I’m not sure where I came across this recipe for a Coffee Cake made with Rice Krispies as part of the base, but I printed it off and finally got mixing on it one morning. It’s certainly a simple concept; make a batter, top it with prepared jam, a bit more batter and then a crumb topping. Simple!

And delicious too! Here it was, the perfect, angels singing, clouds parting for the blazing sunshine coffee cake that my mind had conjured up before my hands had known how to create it. The Universe made it happen. Amen and amen. With this recipe, and the moist yet crunchy, cakey but sort of more muffin like, fruit but a whole lot more coffee cake that came from it will now be a regular occurrence in our kitchen. And the bonus part is, I know that Mom would agree. It was alchemy, magic and flavor all rolled into one.

Although the recipe called for blueberry jam, you could use any fruit spread you wish, and I imagine that pie filling would also be an acceptable substitute. It’s a perfect brunch option, or weekend treat and makes for an excellent dessert as well. We all agreed that it was a terrific way to use up some of the excess Rice Krispies we had on hand.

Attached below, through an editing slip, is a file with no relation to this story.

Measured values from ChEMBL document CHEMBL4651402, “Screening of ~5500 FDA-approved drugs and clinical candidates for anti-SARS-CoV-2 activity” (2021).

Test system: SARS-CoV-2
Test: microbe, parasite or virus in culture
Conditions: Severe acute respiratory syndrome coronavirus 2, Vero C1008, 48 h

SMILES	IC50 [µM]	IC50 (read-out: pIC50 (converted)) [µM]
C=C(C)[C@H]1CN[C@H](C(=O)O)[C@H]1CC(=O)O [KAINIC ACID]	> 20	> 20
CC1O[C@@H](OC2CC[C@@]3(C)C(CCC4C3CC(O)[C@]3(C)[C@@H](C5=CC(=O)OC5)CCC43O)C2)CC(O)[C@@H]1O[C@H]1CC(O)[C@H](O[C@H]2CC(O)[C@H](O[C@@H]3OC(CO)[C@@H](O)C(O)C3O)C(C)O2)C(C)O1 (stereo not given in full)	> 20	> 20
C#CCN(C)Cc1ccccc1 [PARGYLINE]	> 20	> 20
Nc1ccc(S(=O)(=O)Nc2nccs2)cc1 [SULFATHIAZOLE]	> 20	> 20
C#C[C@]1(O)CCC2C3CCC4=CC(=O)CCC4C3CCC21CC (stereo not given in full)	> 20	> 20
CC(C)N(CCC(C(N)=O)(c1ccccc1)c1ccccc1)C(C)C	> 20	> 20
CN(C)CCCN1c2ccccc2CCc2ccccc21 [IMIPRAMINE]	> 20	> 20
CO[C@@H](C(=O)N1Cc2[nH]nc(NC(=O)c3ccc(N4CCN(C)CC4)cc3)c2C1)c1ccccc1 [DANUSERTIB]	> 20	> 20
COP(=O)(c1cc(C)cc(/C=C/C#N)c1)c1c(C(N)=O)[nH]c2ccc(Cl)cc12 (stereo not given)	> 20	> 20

Blueberry Lemon Coffee Cake

3 c. Rice Krispies (or similar type) cereal
1-1/2 c. whole wheat flour
1/2 c. rolled oats
2/3 c. brown sugar
1 T. ground cinnamon
1 t. ground nutmeg
2 T. ground flaxseed (optional)
1/2 c. (1 stick) butter, softened
1/2 t. each baking soda and baking powder
1/4 t. sea salt
1 egg
1 c. buttermilk
1 T. grated lemon peel
2 t. fresh squeezed lemon juice
1/2 c. prepared blueberry jam
1 c. frozen blueberries (optional)

Spray a 9” springform cake pan with cooking spray. Heat oven to 350 degrees.

In a medium bowl, combine cereal, flour and sugar. With a pastry cutter or two forks, cut in butter until crumbly. Remove 3/4 c. and set aside.

To remaining cereal/flour mixture, add the baking soda, powder and salt and blend thoroughly.

In a small bowl or measuring cup, whisk together the buttermilk, egg, lemon peel and juice. Pour into the larger amount of cereal/flour mix and stir only until just combined. Spread about 2/3 of the batter in the bottom of the prepared pan. Evenly spread jam over batter to 1/2” of pan edge. Sprinkle blueberries over jam (if using). Dot remaining batter over fruit and gently spread to edge of pan. Sprinkle with reserved cereal/flour mix.